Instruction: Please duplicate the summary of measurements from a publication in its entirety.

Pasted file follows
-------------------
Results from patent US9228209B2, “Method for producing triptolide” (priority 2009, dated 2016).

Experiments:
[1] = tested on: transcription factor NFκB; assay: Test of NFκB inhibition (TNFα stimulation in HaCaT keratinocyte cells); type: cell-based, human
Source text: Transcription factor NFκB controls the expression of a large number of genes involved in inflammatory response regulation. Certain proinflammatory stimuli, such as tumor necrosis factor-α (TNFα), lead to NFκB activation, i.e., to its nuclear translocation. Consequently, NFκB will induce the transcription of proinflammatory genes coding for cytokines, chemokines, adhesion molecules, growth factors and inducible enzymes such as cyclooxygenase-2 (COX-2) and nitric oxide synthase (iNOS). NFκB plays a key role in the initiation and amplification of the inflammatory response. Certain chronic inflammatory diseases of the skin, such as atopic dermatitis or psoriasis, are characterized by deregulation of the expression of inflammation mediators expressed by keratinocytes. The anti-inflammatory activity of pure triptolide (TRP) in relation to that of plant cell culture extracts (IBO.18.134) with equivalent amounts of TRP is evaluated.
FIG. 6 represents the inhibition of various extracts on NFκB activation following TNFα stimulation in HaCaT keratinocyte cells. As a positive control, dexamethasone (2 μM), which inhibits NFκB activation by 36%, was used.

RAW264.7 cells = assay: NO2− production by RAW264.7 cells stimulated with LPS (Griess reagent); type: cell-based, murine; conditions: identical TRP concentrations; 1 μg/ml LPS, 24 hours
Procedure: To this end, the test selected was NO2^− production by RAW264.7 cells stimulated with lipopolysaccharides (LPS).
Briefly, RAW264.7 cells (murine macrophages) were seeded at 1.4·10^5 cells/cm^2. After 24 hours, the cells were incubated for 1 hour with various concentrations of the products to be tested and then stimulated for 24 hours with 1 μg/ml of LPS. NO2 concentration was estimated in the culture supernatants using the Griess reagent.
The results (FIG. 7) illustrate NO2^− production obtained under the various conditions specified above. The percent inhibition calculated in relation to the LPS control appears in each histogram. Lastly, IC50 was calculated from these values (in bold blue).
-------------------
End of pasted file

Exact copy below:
Results from patent US9228209B2, “Method for producing triptolide” (priority 2009, dated 2016).

Experiments:
[1] = tested on: transcription factor NFκB; assay: Test of NFκB inhibition (TNFα stimulation in HaCaT keratinocyte cells); type: cell-based, human
Source text: Transcription factor NFκB controls the expression of a large number of genes involved in inflammatory response regulation. Certain proinflammatory stimuli, such as tumor necrosis factor-α (TNFα), lead to NFκB activation, i.e., to its nuclear translocation. Consequently, NFκB will induce the transcription of proinflammatory genes coding for cytokines, chemokines, adhesion molecules, growth factors and inducible enzymes such as cyclooxygenase-2 (COX-2) and nitric oxide synthase (iNOS). NFκB plays a key role in the initiation and amplification of the inflammatory response. Certain chronic inflammatory diseases of the skin, such as atopic dermatitis or psoriasis, are characterized by deregulation of the expression of inflammation mediators expressed by keratinocytes. The anti-inflammatory activity of pure triptolide (TRP) in relation to that of plant cell culture extracts (IBO.18.134) with equivalent amounts of TRP is evaluated.
FIG. 6 represents the inhibition of various extracts on NFκB activation following TNFα stimulation in HaCaT keratinocyte cells. As a positive control, dexamethasone (2 μM), which inhibits NFκB activation by 36%, was used.

RAW264.7 cells = assay: NO2− production by RAW264.7 cells stimulated with LPS (Griess reagent); type: cell-based, murine; conditions: identical TRP concentrations; 1 μg/ml LPS, 24 hours
Procedure: To this end, the test selected was NO2^− production by RAW264.7 cells stimulated with lipopolysaccharides (LPS).
Briefly, RAW264.7 cells (murine macrophages) were seeded at 1.4·10^5 cells/cm^2. After 24 hours, the cells were incubated for 1 hour with various concentrations of the products to be tested and then stimulated for 24 hours with 1 μg/ml of LPS. NO2 concentration was estimated in the culture supernatants using the Griess reagent.
The results (FIG. 7) illustrate NO2^− production obtained under the various conditions specified above. The percent inhibition calculated in relation to the LPS control appears in each histogram. Lastly, IC50 was calculated from these values (in bold blue).